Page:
10. Zheng W, McLerran DF, Rolland BA, Fu Z, Boffetta P, et al. (2014) Burden of Total and Cause-Specific Mortality Related to Tobacco Smoking among Adults Aged ≥45 Years in Asia: A Pooled Analysis of 21 Cohorts. PLoS Med 11(4): e1001631. doi: 10.1371/journal.pmed.1001631 24756146
11. Singal AG, Pillai A, Tiro J (2014) Early Detection, Curative Treatment, and Survival Rates for Hepatocellular Carcinoma Surveillance in Patients with Cirrhosis: A Meta-analysis. PLoS Med 11(4): e1001624. doi: 10.1371/journal.pmed.1001624 24691105
12. Castañón A, Landy R, Cuzick J, Sasieni P (2014) Cervical Screening at Age 50–64 Years and the Risk of Cervical Cancer at Age 65 Years and Older: Population-Based Case Control Study. PLoS Med 11(1): e1001585. doi: 10.1371/journal.pmed.1001585 24453946
13. Tammemägi MC, Church TR, Hocking WG, Silvestri GA, Kvale PA, et al. (2014) Evaluation of the Lung Cancer Risks at Which to Screen Ever- and Never-Smokers: Screening Rules Applied to the PLCO and NLST Cohorts. PLoS Med 11(12): e1001764. doi: 10.1371/journal.pmed.1001764 25460915
14. Ross-Innes CS, Debiram-Beecham I, O'Donovan M, Walker E, Varghese S, et al. (2015) Evaluation of a Minimally Invasive Cell Sampling Device Coupled with Assessment of Trefoil Factor 3 Expression for Diagnosing Barrett's Esophagus: A Multi-Center Case–Control Study. PLoS Med 12(1): e1001780. doi: 10.1371/journal.pmed.1001780 25634542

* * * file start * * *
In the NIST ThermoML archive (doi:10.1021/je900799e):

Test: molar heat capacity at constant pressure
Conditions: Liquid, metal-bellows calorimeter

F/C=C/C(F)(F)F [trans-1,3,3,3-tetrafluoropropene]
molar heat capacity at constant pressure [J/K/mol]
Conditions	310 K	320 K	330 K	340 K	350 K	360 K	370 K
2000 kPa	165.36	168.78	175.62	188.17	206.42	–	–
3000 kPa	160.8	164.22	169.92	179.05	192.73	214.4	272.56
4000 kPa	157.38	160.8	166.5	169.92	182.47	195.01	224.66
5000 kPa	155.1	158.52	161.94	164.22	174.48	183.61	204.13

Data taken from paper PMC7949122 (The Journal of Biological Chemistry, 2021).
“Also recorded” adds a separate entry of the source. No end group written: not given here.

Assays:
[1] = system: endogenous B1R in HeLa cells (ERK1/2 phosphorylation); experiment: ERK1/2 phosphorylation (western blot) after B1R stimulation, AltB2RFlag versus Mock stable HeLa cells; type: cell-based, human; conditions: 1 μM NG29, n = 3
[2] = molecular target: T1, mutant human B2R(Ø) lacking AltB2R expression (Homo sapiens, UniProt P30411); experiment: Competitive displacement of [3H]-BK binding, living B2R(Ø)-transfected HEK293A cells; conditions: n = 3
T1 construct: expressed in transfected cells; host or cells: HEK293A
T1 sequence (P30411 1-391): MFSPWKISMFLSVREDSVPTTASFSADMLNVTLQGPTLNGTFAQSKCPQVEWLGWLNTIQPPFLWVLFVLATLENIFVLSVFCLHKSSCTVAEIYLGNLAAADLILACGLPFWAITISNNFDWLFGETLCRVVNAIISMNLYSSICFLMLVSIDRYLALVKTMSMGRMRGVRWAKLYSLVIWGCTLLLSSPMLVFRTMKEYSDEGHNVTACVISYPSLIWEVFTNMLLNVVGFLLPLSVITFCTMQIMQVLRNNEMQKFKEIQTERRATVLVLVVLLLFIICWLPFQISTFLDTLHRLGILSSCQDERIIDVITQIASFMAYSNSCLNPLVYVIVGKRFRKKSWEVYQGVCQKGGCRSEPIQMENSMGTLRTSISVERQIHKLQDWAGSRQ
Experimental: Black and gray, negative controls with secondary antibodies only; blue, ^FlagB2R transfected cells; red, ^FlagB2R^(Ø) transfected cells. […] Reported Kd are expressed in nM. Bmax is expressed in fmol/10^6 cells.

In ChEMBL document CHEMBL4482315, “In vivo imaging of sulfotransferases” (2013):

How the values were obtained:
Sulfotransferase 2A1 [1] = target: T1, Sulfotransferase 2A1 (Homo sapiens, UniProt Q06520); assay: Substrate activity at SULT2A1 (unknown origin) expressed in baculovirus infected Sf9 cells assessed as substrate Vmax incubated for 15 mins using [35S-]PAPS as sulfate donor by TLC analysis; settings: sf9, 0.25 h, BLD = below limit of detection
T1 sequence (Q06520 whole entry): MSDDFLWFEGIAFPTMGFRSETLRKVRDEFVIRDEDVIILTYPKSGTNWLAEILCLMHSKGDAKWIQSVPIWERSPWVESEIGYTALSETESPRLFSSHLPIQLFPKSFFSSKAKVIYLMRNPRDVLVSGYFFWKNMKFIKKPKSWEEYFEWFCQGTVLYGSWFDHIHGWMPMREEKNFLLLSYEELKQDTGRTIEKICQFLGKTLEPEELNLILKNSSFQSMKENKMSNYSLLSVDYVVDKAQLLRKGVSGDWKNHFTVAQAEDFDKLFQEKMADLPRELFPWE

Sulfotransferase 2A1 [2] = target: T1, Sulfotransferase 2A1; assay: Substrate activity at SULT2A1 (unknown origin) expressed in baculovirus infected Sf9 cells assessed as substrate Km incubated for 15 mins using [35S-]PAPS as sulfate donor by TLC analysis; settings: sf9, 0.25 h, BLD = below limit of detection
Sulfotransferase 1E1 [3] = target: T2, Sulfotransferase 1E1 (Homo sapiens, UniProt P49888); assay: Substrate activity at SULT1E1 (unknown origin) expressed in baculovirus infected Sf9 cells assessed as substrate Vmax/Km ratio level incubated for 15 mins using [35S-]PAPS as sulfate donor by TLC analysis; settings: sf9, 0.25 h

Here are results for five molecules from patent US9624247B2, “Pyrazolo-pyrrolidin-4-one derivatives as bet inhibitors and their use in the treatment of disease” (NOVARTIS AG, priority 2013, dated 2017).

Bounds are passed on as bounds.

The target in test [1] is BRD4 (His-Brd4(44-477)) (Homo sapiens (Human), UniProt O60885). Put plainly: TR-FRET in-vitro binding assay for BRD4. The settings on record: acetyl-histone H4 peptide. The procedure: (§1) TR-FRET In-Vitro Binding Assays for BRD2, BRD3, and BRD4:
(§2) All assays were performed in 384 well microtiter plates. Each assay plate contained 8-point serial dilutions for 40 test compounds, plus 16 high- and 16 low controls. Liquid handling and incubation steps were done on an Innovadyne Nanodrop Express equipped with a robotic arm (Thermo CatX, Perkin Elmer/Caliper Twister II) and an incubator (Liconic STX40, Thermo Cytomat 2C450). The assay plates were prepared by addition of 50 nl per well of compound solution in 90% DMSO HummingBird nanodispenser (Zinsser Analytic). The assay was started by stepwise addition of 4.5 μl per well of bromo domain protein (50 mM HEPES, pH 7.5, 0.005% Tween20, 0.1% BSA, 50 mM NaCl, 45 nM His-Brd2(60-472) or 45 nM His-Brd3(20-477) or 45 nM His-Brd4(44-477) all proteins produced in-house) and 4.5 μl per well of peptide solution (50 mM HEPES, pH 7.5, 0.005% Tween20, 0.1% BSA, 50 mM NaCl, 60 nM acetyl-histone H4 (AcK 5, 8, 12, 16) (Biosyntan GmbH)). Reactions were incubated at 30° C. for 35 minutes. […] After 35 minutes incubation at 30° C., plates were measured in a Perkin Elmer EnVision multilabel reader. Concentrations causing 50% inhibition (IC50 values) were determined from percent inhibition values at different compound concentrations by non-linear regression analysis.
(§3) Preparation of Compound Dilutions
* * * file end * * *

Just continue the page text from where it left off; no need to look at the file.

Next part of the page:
15. Kim JH, Sohn BH, Lee H-S, Kim S-B, Yoo JE, et al. (2014) Genomic Predictors for Recurrence Patterns of Hepatocellular Carcinoma: Model Derivation and Validation. PLoS Med 11(12): e1001770. doi: 10.1371/journal.pmed.1001770 25536056
16. Martinez-Torres A-C, Quiney C, Attout T, Boullet H, Herbi L, et al. (2015) CD47 Agonist Peptides Induce Programmed Cell Death in Refractory Chronic Lymphocytic Leukemia B Cells via PLCγ1 Activation: Evidence from Mice and Humans. PLoS Med 12(3): e1001796. doi: 10.1371/journal.pmed.1001796 25734483
17. Eng A, McCormack V, dos-Santos-Silva I (2014) Receptor-Defined Subtypes of Breast Cancer in Indigenous Populations in Africa: A Systematic Review and Meta-Analysis. PLoS Med 11(9): e1001720. doi: 10.1371/journal.pmed.1001720 25202974